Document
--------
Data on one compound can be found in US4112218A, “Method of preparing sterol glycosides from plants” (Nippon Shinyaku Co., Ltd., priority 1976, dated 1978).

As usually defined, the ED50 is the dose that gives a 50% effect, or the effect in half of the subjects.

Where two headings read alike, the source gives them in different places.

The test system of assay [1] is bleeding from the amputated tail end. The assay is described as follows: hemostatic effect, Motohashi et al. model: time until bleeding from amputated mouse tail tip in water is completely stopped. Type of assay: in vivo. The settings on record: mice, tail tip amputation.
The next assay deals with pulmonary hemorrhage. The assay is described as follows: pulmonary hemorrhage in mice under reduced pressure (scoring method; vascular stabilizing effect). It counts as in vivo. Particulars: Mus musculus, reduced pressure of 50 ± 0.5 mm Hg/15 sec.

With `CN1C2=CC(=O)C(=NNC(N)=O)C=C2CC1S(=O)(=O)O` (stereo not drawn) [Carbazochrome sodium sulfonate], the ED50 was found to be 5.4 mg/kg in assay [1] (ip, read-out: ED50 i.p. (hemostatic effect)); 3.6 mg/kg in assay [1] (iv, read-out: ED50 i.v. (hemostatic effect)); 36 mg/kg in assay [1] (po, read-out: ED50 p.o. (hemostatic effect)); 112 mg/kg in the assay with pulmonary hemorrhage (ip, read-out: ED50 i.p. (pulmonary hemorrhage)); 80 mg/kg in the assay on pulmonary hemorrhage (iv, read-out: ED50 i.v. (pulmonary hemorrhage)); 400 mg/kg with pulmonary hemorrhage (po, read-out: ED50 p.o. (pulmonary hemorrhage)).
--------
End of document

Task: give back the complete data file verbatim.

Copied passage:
Data on one compound can be found in US4112218A, “Method of preparing sterol glycosides from plants” (Nippon Shinyaku Co., Ltd., priority 1976, dated 1978).

As usually defined, the ED50 is the dose that gives a 50% effect, or the effect in half of the subjects.

Where two headings read alike, the source gives them in different places.

The test system of assay [1] is bleeding from the amputated tail end. The assay is described as follows: hemostatic effect, Motohashi et al. model: time until bleeding from amputated mouse tail tip in water is completely stopped. Type of assay: in vivo. The settings on record: mice, tail tip amputation.
The next assay deals with pulmonary hemorrhage. The assay is described as follows: pulmonary hemorrhage in mice under reduced pressure (scoring method; vascular stabilizing effect). It counts as in vivo. Particulars: Mus musculus, reduced pressure of 50 ± 0.5 mm Hg/15 sec.

With `CN1C2=CC(=O)C(=NNC(N)=O)C=C2CC1S(=O)(=O)O` (stereo not drawn) [Carbazochrome sodium sulfonate], the ED50 was found to be 5.4 mg/kg in assay [1] (ip, read-out: ED50 i.p. (hemostatic effect)); 3.6 mg/kg in assay [1] (iv, read-out: ED50 i.v. (hemostatic effect)); 36 mg/kg in assay [1] (po, read-out: ED50 p.o. (hemostatic effect)); 112 mg/kg in the assay with pulmonary hemorrhage (ip, read-out: ED50 i.p. (pulmonary hemorrhage)); 80 mg/kg in the assay on pulmonary hemorrhage (iv, read-out: ED50 i.v. (pulmonary hemorrhage)); 400 mg/kg with pulmonary hemorrhage (po, read-out: ED50 p.o. (pulmonary hemorrhage)).